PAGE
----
2 August 2010


USAF awards GE $7m to demo SiC-switched solid-state primary power distribution technology

GE Aviation of Oshkosh, WI, USA (an operating unit of GE that provides jet engines, components and integrated systems for commercial and military aircraft) has announced an R&D contract worth more than $7m to provide the first solid-state primary power distribution technology using silicon carbide (SiC) power switches applicable to the latest and future US Air Force platforms. The contracting office is Wright-Patterson Air Force Base, Air Force Research Laboratories in Ohio.

“Solid-state switching is critical to the smart-grid concept of intelligent power management, control and protection,” says Austin Schaffter, vice president, Electrical Power Systems for GE Aviation. “This is a critical win and proves that the technologies and products that we are investing in are at the cutting edge of the industry,” he adds. “Aircraft electrical power system designs and architectures are rapidly evolving toward higher degrees of both intelligence and fast control, and the SSEDU is a critical technology step in that evolutionary path.”

An electrical distribution unit (EDU) is the first or primary power distribution point on an aircraft after the generators create the electrical power, and historically that initial power distribution has been accomplished by relatively slow electro-mechanical contactors.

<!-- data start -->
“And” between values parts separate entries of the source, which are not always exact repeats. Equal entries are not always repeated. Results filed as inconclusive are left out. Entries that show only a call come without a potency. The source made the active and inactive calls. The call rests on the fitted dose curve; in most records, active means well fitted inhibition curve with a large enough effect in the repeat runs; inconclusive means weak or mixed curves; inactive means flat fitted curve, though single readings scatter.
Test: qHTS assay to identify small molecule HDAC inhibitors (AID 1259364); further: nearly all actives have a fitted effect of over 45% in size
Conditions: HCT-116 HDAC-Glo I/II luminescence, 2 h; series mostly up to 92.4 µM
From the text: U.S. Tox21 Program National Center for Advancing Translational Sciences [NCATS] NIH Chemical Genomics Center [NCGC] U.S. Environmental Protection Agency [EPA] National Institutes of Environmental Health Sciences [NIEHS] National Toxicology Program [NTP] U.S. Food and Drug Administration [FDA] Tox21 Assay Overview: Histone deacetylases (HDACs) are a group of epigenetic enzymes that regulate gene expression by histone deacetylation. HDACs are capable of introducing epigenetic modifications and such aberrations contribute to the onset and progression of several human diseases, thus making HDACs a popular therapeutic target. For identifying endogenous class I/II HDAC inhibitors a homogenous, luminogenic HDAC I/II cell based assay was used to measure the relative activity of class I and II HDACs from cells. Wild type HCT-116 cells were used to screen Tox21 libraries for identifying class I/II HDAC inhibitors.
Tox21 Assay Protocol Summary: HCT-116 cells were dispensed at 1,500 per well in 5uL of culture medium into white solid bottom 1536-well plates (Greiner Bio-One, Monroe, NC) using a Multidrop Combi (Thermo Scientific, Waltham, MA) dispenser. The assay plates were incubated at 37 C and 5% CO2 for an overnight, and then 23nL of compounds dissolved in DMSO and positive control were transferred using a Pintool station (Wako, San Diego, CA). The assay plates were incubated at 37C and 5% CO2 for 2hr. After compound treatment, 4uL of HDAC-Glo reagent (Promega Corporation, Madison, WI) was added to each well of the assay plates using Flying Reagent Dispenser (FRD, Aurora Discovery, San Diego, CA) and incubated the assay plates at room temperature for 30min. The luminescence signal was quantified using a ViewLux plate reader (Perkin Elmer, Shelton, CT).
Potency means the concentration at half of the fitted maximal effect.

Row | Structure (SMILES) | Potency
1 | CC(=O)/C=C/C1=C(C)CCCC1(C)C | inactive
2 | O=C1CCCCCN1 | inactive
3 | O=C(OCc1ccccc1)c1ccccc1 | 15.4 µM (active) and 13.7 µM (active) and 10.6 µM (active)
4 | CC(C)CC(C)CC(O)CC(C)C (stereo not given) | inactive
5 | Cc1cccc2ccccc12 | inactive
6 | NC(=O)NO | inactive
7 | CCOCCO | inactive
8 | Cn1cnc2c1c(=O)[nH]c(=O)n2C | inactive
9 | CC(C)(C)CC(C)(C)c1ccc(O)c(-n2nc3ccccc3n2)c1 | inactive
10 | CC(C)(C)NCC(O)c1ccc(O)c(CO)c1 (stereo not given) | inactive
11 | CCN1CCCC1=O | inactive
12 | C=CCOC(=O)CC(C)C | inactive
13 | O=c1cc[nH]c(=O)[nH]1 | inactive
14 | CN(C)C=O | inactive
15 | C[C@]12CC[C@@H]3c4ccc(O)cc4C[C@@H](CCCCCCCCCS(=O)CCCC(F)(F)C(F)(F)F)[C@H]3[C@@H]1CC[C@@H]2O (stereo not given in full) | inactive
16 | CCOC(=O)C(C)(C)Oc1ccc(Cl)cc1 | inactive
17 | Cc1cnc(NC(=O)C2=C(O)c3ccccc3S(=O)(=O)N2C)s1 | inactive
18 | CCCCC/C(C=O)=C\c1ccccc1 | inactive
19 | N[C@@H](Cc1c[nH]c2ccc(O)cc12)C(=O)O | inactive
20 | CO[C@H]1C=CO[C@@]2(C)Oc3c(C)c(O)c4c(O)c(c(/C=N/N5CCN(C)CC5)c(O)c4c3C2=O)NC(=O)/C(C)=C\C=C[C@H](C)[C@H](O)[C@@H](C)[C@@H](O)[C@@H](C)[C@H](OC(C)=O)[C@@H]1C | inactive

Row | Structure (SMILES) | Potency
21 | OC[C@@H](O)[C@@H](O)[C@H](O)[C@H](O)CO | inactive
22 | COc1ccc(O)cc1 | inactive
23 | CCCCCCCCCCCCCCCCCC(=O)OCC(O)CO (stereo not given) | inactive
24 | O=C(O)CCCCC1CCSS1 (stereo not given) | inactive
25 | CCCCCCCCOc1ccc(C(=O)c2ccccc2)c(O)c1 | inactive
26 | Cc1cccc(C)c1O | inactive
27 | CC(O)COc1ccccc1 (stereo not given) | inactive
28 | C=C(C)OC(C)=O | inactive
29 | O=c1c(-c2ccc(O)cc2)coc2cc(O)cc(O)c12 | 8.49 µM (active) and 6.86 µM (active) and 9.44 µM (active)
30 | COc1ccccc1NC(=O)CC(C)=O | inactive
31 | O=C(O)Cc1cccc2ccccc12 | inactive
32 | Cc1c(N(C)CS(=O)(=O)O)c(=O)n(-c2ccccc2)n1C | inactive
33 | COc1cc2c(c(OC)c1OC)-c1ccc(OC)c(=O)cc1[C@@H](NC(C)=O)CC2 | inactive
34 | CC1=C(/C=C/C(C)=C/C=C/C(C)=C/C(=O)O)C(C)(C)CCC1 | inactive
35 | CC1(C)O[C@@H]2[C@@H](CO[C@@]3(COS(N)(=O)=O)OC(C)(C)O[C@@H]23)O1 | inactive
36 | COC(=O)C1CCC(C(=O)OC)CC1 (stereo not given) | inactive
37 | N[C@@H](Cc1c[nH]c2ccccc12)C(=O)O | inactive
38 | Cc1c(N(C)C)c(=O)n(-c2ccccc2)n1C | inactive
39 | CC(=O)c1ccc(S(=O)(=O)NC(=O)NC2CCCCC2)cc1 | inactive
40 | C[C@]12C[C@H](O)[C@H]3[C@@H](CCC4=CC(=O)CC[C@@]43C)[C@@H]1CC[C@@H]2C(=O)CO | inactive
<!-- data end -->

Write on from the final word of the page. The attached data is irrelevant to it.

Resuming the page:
However, evidence is growing rapidly that more electric aircraft need fast, intelligent switching at the primary distribution point in order to manage both peak power and regenerative energy absorption, and to perform system protections within as little as 1ms. Accomplishing high-power switching this fast is possible with emerging SiC devices such as those being designed and developed at GE’s Global Research Center (GRC) in Niskayuna, NY, the firm says.

The project includes the design, development, fabrication, test and shipment of a prototype solid-state electrical distribution unit, and will be executed within GE’s advanced engineering group’s facilities at the Vandalia, Ohio and Cheltenham, UK.

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